The credit card industry can be a cutthroat market. A constant barrage of offers entices consumers to leave their current card issuer for greater rewards, lower interest rates, or other targeted perks. Do these opportunities erode loyalty to individual credit card companies?
While many consumers, especially younger ones, think nothing of frequently changing their credit cards, a CreditCards.com survey in 2016 found that 19% of survey respondents have had the same card for a minimum of 10 years. Another 15% of respondents had never changed their card at all.
Which card companies benefit the most from card loyalty? According to the recently released annual Brand Keys Customer Loyalty Engagement Index, two credit card companies tied atop the list for customer loyalty: the American Express Company and Discover Financial Services.
Brand Keys does not go into detail on their assessment methods, so it is not clear what raises these companies over competitors such as Capital One, JPMorgan Chase, Bank of America, and Citigroup (the next four on the list, in descending order). However, the results closely align with the 2016 annual J.D. Power Customer Satisfaction survey for credit card issuers. Discover barely edged out American Express for the top spot, with Capital One well behind in third place.
J.D. Power's survey examines six factors associated with the credit cards, listed from highest to lowest importance: customer interaction, credit card terms, billing and payment, rewards, benefits and services, and problem resolution. In short, winning cards offer the best combination of reasonable terms and rewards backed up by great customer service — and therefore, they likely earn loyalty from satisfied customers that trumps maximizing rewards or minimizing interest rates.
Discover is on a significant roll, with multiple wins in J.D. Power surveys in recent years. As a hook, Discover offers an attention-grabbing 5% cash back on up to $1,500 in purchases within rotating categories (as of this writing, the offer is on home improvement stores and wholesale clubs). R. Mark Graf, Discover's CFO, notes that the rate number is just part of their "overall value proposition" that includes easier redemption of rewards. For example, Discover was the trailblazer in allowing credit card customers to redeem points using the convenience of PayPal.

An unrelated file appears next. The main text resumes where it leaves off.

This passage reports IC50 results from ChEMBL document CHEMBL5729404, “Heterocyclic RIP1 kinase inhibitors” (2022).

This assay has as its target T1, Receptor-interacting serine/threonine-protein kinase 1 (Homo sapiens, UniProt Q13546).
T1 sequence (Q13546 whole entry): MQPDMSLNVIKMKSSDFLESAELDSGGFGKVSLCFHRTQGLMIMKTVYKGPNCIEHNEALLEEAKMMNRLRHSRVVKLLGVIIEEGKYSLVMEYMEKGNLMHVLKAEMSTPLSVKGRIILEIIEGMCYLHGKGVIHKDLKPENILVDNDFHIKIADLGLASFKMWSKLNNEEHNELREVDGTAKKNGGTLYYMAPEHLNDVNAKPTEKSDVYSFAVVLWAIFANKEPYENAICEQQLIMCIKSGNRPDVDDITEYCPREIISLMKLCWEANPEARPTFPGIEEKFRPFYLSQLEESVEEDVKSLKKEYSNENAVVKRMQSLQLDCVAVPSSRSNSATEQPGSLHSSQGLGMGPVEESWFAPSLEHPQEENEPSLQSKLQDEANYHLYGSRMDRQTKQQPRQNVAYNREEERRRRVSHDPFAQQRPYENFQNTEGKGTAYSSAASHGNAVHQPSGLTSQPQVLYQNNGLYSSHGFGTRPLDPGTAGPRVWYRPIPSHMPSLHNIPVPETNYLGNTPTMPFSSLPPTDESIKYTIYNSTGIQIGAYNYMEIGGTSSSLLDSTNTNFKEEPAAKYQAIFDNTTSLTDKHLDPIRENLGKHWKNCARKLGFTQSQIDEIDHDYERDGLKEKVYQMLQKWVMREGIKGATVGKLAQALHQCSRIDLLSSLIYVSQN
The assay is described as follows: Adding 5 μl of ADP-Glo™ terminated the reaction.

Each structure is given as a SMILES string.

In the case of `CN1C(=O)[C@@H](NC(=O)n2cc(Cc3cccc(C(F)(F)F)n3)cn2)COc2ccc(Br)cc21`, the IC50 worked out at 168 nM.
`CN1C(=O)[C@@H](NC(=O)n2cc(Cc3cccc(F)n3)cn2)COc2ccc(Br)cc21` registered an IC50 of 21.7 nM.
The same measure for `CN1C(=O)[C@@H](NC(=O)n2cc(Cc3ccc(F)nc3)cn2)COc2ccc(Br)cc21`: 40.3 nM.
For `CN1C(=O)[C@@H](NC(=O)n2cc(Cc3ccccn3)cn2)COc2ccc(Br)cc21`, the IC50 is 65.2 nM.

American Express is reaching the same heights through increased marketing efforts (with an almost 30% increase in quarterly marketing expenses in the fourth quarter of 2016) and attempts to differentiate their rewards from others. American Express CFO Jeffrey Campbell cited premium rewards like access to airport lounges and the First Bag Free program with Delta airlines as means to increase customer engagement.
Discover and American Express have reached the top of the loyalty list in different ways — Discover through convenience and American Express through differentiation — but it's likely that the underlying driver is a focus on customer service. No program is going to gain success if it is frustrating to use or if customers cannot easily resolve problems, and the J.D. Power results suggest that both companies are finding true success through old-fashioned customer care.
As in any industry, there will be some consumers that are driven entirely by rewards or by the lowest interest rate — and, from a pure economic standpoint, there is no reason not to switch cards when it is to your advantage. However, loyalty still matters. If you have a good relationship with your current card issuer, why not give them an opportunity to match any competitor's deal before you switch? You may find that they appreciate your loyalty just as much as you appreciate theirs. Of course, the higher your credit score, the better credit offers you'll get. You can check your credit score and read your credit report for free within minutes using Credit Manager by MoneyTips.
If you want more credit, check out MoneyTips' list of credit card offers.